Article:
The result, which Brunett and I sampled clandestinely in the local eatery where we met, is a palliative that is rich and sweet, with a stout bottom end of herbaceous notes and nutty wood flavors. The smoke comes through in that bottom end, amping the pecan and walnut tastes. Sweet whiskeys too often overwhelm with clove and spice, but this one is balanced and brooding.

The whiskey is good—and this isn’t some rock star marketing gimmick to sell records at a gig. Brunett is serious about whiskey, and he’s serious about his mission.

“This is really about local ingredients and our local community,” he intones, a note of gravity in his otherwise easy-going troubadour’s tone.

At Black Button, Barrett agrees. “I’d rather be Rochester’s distillery than part of some larger pool,” he says. Each of these brands focuses on local products, with Black Button sourcing from Edgewood Farms in Groveland. Just as with wines, local input means distinctive output, especially for whiskey.

Black Button also plans to produce other alcohols, specializing in whiskey, gin, and vodka. Barrett seems particularly excited about their gin, which will feature cardamom, grains of paradise, and a goodly dosing of citrus peels in addition to juniper berries.

But while vodka is a nearly pure distillation of ethanol, and gin is really just “the original flavored vodka,” whiskey is close enough to its roots to retain a local character that makes it worth seeking out. Even at it’s most basic, whiskey represents its land of origin: American bourbons made of corn, rye whiskeys in Canada, and the ancient malted uisge beatha of Ireland.

After the grain selection and the mashing process, the barrel takes over. Months spent inside a dark, mysterious place produce a multitude of flavor-enhancing processes. Oak from the barrel infuses with the liquor, oxygen is slowly introduced, enzymes have their way with the contents of the barrel and alpha acelates—the stuff of the fragrance industry’s dreams—inform the liquor with aromas for the connoisseur to ponder.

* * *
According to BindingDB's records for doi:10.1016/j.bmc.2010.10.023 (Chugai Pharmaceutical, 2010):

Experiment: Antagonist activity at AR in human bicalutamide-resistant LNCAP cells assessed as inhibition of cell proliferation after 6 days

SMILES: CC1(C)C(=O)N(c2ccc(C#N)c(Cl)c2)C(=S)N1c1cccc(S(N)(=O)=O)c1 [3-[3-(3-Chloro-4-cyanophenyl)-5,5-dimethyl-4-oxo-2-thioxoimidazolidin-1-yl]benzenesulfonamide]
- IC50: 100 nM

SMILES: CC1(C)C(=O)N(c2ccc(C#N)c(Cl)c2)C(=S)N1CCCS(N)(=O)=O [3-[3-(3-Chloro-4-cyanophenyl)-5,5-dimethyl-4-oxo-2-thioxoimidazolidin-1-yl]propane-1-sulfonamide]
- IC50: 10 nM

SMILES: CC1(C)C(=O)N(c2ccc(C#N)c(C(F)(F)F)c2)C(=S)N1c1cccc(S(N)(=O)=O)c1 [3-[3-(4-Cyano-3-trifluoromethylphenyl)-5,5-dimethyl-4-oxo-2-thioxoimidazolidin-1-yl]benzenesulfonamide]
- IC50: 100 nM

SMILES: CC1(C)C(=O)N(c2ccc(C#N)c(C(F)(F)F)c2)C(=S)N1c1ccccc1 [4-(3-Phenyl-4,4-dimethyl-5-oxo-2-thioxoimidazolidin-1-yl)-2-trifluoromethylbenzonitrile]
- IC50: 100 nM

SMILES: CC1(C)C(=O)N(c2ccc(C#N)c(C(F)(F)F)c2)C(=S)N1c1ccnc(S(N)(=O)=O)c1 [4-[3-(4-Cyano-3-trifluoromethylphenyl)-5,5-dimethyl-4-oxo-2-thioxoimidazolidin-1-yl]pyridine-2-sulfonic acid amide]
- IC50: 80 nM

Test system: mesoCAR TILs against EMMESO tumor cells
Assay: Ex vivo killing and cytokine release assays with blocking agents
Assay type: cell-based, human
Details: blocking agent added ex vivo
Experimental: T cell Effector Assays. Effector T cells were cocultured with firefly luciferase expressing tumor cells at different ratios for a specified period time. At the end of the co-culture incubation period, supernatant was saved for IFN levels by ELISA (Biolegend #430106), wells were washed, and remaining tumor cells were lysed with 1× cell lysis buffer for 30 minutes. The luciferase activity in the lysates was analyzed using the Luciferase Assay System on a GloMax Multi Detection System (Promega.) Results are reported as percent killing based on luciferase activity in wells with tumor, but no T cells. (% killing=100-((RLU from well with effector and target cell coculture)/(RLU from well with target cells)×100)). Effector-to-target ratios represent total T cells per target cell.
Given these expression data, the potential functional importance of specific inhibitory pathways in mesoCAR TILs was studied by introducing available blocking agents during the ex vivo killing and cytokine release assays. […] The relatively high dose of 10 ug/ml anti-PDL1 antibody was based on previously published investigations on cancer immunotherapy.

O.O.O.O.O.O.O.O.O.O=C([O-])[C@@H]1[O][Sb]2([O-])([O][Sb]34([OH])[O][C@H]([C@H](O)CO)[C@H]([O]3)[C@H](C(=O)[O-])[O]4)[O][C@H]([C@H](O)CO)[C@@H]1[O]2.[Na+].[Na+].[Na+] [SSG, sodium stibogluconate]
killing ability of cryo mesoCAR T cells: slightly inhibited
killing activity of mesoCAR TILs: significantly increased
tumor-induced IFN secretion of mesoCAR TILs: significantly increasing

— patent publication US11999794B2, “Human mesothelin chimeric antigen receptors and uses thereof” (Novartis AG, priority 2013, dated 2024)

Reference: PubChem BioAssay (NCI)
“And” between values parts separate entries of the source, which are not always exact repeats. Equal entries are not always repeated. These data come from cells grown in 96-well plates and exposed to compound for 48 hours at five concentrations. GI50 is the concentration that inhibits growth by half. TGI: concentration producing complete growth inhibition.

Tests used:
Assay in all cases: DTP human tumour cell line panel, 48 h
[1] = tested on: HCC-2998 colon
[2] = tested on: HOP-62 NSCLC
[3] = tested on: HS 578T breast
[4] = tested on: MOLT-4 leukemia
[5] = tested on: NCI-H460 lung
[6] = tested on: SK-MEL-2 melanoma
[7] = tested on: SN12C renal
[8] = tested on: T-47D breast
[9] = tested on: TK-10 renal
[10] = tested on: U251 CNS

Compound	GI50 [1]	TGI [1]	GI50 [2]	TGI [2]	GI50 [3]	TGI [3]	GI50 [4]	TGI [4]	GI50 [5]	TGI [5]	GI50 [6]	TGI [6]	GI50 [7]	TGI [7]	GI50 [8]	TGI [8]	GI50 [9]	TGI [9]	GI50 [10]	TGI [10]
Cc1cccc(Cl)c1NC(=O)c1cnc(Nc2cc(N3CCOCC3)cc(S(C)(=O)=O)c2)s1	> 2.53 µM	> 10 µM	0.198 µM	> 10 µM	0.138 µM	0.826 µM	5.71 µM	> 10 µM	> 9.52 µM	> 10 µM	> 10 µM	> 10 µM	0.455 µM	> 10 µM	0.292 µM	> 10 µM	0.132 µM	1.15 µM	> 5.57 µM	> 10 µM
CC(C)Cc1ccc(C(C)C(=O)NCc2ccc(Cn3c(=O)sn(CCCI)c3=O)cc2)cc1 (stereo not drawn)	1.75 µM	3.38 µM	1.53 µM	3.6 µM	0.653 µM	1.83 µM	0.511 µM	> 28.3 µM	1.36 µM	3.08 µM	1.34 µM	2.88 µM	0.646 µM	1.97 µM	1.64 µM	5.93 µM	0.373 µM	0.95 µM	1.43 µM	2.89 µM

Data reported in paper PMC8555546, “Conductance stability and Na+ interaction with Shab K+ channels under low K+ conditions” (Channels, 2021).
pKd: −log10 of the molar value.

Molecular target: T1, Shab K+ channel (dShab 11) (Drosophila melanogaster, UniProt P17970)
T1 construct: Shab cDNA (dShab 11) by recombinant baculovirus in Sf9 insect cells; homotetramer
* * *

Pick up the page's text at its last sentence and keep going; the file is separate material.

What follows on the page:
Even in these quiet, isolated moments, region still imprints its mark.While the tradition of winemaking has always been to isolate the vino from as many outside influences as possible during the fermentation process, barrel aging is quite the opposite. Whiskey barrels are very commonly subjected to the same elements as the men who work in their distilleries, with variations in air temperature arresting and facilitating the process in alternation. The result is a highly seasonal, extremely local concoction.

There are currently only nine distilleries in New York making bourbons or whiskeys, so those few you can find should be cherished. For the liquor drinker, they represent the best New York state has to offer, and the dawn of a new era in the wonders of distillation.

Someday, you might be able to say you “remember them when.”

Thomas Belknap is a writer, musician, and developer who lives and works in the Rochester area. His blog, DragonFlyEye.net, explores science and technology news in upstate New York.